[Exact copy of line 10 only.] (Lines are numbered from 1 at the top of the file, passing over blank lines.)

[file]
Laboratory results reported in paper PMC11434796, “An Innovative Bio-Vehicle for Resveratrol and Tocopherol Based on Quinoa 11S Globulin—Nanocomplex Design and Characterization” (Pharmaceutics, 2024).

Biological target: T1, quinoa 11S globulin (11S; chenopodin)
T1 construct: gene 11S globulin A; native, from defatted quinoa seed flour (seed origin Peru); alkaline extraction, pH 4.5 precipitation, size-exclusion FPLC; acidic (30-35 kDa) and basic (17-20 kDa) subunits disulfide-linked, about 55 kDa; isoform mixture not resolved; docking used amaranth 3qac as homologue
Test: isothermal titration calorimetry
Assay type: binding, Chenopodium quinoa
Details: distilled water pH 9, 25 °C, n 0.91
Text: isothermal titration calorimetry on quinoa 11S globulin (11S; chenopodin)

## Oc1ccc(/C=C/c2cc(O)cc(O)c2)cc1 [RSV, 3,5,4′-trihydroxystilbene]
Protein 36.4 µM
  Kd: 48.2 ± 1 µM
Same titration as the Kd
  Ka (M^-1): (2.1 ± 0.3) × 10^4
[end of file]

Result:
  Kd: 48.2 ± 1 µM